Many people may need to take out money early from their Individual Retirement Account or retirement plan. Doing so, however, can trigger an additional tax on early withdrawals. You would owe this tax on top of other income tax you may have to pay. Here are a few key points to know:
- Early withdrawals. An early withdrawal is taking a distribution from an IRA or retirement plan before reaching age 59½.
- Additional tax. If you took early withdrawals from an IRA or retirement plan, you must report them when you file your tax return. You may owe income tax on the amount plus an additional 10 percent tax if it was an early withdrawal. This amount is shown separately on your personal return as an early withdrawal penalty.
- Nontaxable withdrawals. The additional 10 percent tax doesn’t apply to nontaxable withdrawals, such as contributions that you paid tax on before you put them into the plan.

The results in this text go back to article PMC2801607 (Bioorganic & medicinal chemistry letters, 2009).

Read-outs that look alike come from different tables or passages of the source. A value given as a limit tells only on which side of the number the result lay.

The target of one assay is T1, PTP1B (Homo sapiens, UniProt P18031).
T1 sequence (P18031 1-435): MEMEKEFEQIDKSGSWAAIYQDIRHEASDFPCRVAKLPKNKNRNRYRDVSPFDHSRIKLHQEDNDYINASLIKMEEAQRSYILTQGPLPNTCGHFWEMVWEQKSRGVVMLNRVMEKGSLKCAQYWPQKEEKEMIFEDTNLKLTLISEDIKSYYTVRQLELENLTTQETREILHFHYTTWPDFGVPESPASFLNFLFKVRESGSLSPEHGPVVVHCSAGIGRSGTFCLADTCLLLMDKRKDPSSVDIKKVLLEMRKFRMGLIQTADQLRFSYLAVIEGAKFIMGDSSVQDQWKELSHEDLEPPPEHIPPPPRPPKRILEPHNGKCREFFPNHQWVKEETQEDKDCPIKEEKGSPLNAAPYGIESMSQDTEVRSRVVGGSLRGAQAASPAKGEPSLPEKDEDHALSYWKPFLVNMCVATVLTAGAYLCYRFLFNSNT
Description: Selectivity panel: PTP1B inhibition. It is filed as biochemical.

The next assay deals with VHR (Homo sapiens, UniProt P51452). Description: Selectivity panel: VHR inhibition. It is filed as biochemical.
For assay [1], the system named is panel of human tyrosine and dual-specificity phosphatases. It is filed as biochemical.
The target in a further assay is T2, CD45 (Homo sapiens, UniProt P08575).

- Rollover. A rollover happens when someone takes cash or other assets from one plan and puts it in another plan. You normally have 60 days to complete a rollover to make it tax-free.
- Exceptions. There are many exceptions to the additional 10-percent tax. Some of the rules for retirement plans are different from the rules for IRAs.
- Disaster Relief. If you live in certain disaster areas, you may have relief from the 10-percent early withdrawal tax on early withdrawals from your retirement accounts.
- File Form 5329. If you took early withdrawals last year, you may have to file Form 5329, Additional Taxes on Qualified Plans (including IRAs) and Other Tax-Favored Accounts, with their federal tax returns.
For more information on early withdrawals from retirement plans, always consult a Certified Public Accountant. Submitted by: Dennis Gallant, Senior Manager, Tax Services, Thomas Howell Ferguson P.A. CPAs. To ask Dennis a question, contact her here.